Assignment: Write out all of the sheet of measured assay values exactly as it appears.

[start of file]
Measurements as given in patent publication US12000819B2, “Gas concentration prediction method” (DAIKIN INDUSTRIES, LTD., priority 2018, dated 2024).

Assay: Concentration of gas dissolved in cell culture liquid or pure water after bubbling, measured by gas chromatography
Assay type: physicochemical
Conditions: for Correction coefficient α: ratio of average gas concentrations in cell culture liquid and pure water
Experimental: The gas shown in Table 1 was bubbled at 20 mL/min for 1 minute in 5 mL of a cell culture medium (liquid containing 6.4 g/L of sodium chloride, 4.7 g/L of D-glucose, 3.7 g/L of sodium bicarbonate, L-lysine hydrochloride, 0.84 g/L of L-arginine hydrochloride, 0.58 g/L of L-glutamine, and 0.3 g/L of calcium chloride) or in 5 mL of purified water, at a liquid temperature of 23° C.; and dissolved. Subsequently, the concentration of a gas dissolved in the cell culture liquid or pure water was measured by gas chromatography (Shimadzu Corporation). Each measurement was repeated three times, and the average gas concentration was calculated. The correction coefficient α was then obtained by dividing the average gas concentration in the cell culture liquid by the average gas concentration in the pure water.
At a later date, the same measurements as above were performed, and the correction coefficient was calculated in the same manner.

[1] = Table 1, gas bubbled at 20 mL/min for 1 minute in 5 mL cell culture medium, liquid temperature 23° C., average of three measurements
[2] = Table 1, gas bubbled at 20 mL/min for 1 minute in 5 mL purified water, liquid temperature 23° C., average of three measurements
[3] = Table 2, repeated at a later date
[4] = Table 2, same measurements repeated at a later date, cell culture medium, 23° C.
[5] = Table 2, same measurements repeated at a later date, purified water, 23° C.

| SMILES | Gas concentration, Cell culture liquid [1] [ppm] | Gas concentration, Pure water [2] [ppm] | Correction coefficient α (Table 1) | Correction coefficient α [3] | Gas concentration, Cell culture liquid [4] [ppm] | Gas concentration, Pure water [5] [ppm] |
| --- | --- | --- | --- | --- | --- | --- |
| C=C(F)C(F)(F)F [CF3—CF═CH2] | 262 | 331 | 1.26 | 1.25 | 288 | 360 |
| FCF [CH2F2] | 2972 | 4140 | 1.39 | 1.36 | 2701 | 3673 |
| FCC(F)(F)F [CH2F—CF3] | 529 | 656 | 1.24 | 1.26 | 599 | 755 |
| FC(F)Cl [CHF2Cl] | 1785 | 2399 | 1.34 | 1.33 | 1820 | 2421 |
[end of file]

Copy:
Measurements as given in patent publication US12000819B2, “Gas concentration prediction method” (DAIKIN INDUSTRIES, LTD., priority 2018, dated 2024).

Assay: Concentration of gas dissolved in cell culture liquid or pure water after bubbling, measured by gas chromatography
Assay type: physicochemical
Conditions: for Correction coefficient α: ratio of average gas concentrations in cell culture liquid and pure water
Experimental: The gas shown in Table 1 was bubbled at 20 mL/min for 1 minute in 5 mL of a cell culture medium (liquid containing 6.4 g/L of sodium chloride, 4.7 g/L of D-glucose, 3.7 g/L of sodium bicarbonate, L-lysine hydrochloride, 0.84 g/L of L-arginine hydrochloride, 0.58 g/L of L-glutamine, and 0.3 g/L of calcium chloride) or in 5 mL of purified water, at a liquid temperature of 23° C.; and dissolved. Subsequently, the concentration of a gas dissolved in the cell culture liquid or pure water was measured by gas chromatography (Shimadzu Corporation). Each measurement was repeated three times, and the average gas concentration was calculated. The correction coefficient α was then obtained by dividing the average gas concentration in the cell culture liquid by the average gas concentration in the pure water.
At a later date, the same measurements as above were performed, and the correction coefficient was calculated in the same manner.

[1] = Table 1, gas bubbled at 20 mL/min for 1 minute in 5 mL cell culture medium, liquid temperature 23° C., average of three measurements
[2] = Table 1, gas bubbled at 20 mL/min for 1 minute in 5 mL purified water, liquid temperature 23° C., average of three measurements
[3] = Table 2, repeated at a later date
[4] = Table 2, same measurements repeated at a later date, cell culture medium, 23° C.
[5] = Table 2, same measurements repeated at a later date, purified water, 23° C.

| SMILES | Gas concentration, Cell culture liquid [1] [ppm] | Gas concentration, Pure water [2] [ppm] | Correction coefficient α (Table 1) | Correction coefficient α [3] | Gas concentration, Cell culture liquid [4] [ppm] | Gas concentration, Pure water [5] [ppm] |
| --- | --- | --- | --- | --- | --- | --- |
| C=C(F)C(F)(F)F [CF3—CF═CH2] | 262 | 331 | 1.26 | 1.25 | 288 | 360 |
| FCF [CH2F2] | 2972 | 4140 | 1.39 | 1.36 | 2701 | 3673 |
| FCC(F)(F)F [CH2F—CF3] | 529 | 656 | 1.24 | 1.26 | 599 | 755 |
| FC(F)Cl [CHF2Cl] | 1785 | 2399 | 1.34 | 1.33 | 1820 | 2421 |